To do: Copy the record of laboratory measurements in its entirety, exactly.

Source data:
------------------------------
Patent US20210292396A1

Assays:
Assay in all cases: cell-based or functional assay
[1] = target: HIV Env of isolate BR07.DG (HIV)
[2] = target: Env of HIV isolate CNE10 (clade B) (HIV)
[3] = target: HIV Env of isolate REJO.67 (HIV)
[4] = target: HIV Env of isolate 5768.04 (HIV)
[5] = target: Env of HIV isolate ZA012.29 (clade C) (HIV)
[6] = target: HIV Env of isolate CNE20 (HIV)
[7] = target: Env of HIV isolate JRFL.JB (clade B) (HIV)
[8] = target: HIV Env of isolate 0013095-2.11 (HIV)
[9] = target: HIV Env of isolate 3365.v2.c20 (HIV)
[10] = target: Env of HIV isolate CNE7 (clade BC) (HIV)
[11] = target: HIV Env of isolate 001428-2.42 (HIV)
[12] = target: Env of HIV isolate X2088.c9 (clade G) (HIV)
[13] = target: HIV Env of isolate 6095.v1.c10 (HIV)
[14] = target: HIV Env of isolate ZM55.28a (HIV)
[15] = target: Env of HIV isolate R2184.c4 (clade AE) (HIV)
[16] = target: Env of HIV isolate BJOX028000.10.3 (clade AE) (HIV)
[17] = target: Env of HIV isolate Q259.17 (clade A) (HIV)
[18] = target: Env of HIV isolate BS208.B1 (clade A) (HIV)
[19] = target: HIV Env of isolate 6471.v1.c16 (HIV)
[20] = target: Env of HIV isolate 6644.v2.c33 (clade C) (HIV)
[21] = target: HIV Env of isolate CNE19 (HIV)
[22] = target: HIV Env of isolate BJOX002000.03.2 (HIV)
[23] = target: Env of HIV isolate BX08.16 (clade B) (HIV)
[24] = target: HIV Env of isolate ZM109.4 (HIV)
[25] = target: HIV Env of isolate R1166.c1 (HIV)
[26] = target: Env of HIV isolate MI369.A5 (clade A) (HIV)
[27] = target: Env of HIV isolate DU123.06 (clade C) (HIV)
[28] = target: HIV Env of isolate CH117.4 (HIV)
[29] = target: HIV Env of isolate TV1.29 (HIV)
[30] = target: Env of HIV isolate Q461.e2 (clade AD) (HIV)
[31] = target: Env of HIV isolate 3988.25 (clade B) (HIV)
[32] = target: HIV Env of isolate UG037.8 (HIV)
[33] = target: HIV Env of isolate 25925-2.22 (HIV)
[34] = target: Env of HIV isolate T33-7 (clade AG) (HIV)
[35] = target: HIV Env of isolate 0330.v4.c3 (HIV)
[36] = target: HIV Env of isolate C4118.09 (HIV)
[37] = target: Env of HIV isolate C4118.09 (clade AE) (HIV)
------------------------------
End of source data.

Patent US20210292396A1

Assays:
Assay in all cases: cell-based or functional assay
[1] = target: HIV Env of isolate BR07.DG (HIV)
[2] = target: Env of HIV isolate CNE10 (clade B) (HIV)
[3] = target: HIV Env of isolate REJO.67 (HIV)
[4] = target: HIV Env of isolate 5768.04 (HIV)
[5] = target: Env of HIV isolate ZA012.29 (clade C) (HIV)
[6] = target: HIV Env of isolate CNE20 (HIV)
[7] = target: Env of HIV isolate JRFL.JB (clade B) (HIV)
[8] = target: HIV Env of isolate 0013095-2.11 (HIV)
[9] = target: HIV Env of isolate 3365.v2.c20 (HIV)
[10] = target: Env of HIV isolate CNE7 (clade BC) (HIV)
[11] = target: HIV Env of isolate 001428-2.42 (HIV)
[12] = target: Env of HIV isolate X2088.c9 (clade G) (HIV)
[13] = target: HIV Env of isolate 6095.v1.c10 (HIV)
[14] = target: HIV Env of isolate ZM55.28a (HIV)
[15] = target: Env of HIV isolate R2184.c4 (clade AE) (HIV)
[16] = target: Env of HIV isolate BJOX028000.10.3 (clade AE) (HIV)
[17] = target: Env of HIV isolate Q259.17 (clade A) (HIV)
[18] = target: Env of HIV isolate BS208.B1 (clade A) (HIV)
[19] = target: HIV Env of isolate 6471.v1.c16 (HIV)
[20] = target: Env of HIV isolate 6644.v2.c33 (clade C) (HIV)
[21] = target: HIV Env of isolate CNE19 (HIV)
[22] = target: HIV Env of isolate BJOX002000.03.2 (HIV)
[23] = target: Env of HIV isolate BX08.16 (clade B) (HIV)
[24] = target: HIV Env of isolate ZM109.4 (HIV)
[25] = target: HIV Env of isolate R1166.c1 (HIV)
[26] = target: Env of HIV isolate MI369.A5 (clade A) (HIV)
[27] = target: Env of HIV isolate DU123.06 (clade C) (HIV)
[28] = target: HIV Env of isolate CH117.4 (HIV)
[29] = target: HIV Env of isolate TV1.29 (HIV)
[30] = target: Env of HIV isolate Q461.e2 (clade AD) (HIV)
[31] = target: Env of HIV isolate 3988.25 (clade B) (HIV)
[32] = target: HIV Env of isolate UG037.8 (HIV)
[33] = target: HIV Env of isolate 25925-2.22 (HIV)
[34] = target: Env of HIV isolate T33-7 (clade AG) (HIV)
[35] = target: HIV Env of isolate 0330.v4.c3 (HIV)
[36] = target: HIV Env of isolate C4118.09 (HIV)
[37] = target: Env of HIV isolate C4118.09 (clade AE) (HIV)